While watching and reading many of the reviews for the Apple Watch, it seems the technology talking heads overlook a rapidly growing consumer base. The market includes older adults, care for those with chronic conditions, living independent at home with caregivers, and other geriatric and disability related conditions.
The United Nations’ estimates that those 65 years or older will triple over the next 50 years. Actually, this already happened over the previous 50 years. Population estimates in the US illustrates similar trends. Those 65 or older will constitute 13% to 17% of the overall US population of the coming decades. In fact, its believed that we will see more aunts over 65 than children under 15.
In this Youtube video, the leery emotions related to sharing heartbeats through haptic feedback features illustrates a shortsightedness common amongst his demographic. An individual with a cardiovascular condition will convey excitement over the chance to send their heartbeats to their family, caregiver, emergency services, or primary care facility in the case of an emergency. Right now, home monitoring systems enables this to occur, but what if the person leaves their house to head to the store or on vacation? This is why sending a simple heartbeat remotely should be met with applause and not concerns.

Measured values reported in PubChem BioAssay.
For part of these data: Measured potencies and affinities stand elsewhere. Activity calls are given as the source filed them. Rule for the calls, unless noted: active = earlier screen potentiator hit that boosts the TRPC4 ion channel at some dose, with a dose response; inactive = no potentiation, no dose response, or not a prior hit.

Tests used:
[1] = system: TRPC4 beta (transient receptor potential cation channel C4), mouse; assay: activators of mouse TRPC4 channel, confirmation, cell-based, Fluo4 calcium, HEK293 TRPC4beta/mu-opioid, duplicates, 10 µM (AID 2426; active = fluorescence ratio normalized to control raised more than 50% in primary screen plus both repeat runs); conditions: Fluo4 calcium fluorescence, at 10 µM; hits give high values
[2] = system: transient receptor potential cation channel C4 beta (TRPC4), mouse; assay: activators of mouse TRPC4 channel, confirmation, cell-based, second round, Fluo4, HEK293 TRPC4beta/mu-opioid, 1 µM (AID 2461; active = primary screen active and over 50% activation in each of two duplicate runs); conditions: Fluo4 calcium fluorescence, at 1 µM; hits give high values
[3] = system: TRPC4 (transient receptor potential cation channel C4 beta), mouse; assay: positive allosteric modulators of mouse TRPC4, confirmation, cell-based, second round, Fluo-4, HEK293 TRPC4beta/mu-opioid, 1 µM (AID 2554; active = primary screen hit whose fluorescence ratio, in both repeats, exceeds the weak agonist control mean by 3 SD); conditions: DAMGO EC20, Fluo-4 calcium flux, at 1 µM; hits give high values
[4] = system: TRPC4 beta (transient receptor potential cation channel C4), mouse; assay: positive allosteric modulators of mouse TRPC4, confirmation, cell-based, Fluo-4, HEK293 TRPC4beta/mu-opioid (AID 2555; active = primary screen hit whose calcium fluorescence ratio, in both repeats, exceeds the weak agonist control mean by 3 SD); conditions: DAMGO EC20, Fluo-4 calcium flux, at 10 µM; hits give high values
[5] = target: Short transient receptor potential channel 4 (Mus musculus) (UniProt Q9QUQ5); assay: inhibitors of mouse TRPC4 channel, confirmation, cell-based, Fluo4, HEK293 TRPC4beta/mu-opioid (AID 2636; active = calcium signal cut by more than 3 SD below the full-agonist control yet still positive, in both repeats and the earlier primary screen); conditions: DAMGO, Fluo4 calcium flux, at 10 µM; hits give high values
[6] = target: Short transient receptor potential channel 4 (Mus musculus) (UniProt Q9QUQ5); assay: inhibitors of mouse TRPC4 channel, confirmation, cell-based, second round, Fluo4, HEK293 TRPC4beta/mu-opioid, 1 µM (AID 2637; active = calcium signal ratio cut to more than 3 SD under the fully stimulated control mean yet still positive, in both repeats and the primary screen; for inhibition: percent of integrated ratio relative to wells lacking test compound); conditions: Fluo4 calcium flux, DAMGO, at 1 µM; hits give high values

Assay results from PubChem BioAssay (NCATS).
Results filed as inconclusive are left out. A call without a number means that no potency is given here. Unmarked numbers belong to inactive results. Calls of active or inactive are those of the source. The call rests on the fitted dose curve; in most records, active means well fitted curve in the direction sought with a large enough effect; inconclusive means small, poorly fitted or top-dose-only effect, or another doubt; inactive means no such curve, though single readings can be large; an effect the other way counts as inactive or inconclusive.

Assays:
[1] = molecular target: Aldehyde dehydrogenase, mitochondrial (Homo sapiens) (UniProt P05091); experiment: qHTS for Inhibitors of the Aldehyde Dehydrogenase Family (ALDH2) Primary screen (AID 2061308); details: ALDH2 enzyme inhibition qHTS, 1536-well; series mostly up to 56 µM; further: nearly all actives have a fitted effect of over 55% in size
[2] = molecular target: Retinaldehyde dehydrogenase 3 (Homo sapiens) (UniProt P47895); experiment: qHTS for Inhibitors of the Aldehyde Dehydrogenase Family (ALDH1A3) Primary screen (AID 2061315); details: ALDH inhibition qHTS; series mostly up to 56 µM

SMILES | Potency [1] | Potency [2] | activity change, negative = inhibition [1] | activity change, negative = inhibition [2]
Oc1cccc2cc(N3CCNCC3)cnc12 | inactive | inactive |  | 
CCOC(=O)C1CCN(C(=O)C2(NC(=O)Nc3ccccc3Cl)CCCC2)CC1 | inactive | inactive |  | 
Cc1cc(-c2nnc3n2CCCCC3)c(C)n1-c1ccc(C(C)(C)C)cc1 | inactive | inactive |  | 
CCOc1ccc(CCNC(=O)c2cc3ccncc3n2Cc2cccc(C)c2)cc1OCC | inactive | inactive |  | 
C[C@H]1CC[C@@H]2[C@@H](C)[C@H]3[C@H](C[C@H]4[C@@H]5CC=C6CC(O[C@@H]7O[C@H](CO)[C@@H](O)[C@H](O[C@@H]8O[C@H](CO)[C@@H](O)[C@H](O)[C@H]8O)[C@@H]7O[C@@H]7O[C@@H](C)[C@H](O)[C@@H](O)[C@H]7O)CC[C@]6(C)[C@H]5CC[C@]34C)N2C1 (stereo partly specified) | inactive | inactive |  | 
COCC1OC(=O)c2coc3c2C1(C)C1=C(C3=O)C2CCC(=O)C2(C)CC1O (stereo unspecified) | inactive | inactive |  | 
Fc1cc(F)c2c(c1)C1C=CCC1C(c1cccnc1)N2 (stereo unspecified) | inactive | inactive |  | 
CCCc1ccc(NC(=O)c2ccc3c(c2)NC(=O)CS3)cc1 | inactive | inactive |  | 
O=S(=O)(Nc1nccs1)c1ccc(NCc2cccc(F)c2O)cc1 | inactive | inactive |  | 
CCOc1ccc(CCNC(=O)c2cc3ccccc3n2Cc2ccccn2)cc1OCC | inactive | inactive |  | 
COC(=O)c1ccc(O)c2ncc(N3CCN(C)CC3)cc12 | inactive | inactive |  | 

Recently, research started to evaluate how technology might improve quality of life measures for the aging population. In this study, simply providing a tablet with some games, journaling, and emailing features increase the happiness for those in an extended care facility. Studies like this spawned devices like the Angela, which are intuitive off the shelf touch screen devices that connects a senior with their family through social media, primary care managers, each other, and even with medication tracking. This focus is not new. remember those studies involving the Nintendo Wii? Findings like this one showed a dramatic increase in health and wellbeing.
So what needs to happen next?
In my opinion, each of us who hammers away at blogs or post review videos must remember other people exist who are not like us. As announced during the G3iCT M-Enabling Summit, 85% of the world’s mobile device user base benefits from an accessibility feature. For the end-users, let your desires for these products be known to their developers. Finally, I implore developers to make accessibility a part of the foundation for all product development. Just as Apple proved with their accessibility initiatives for iOS and OS X, its both possible and profitable.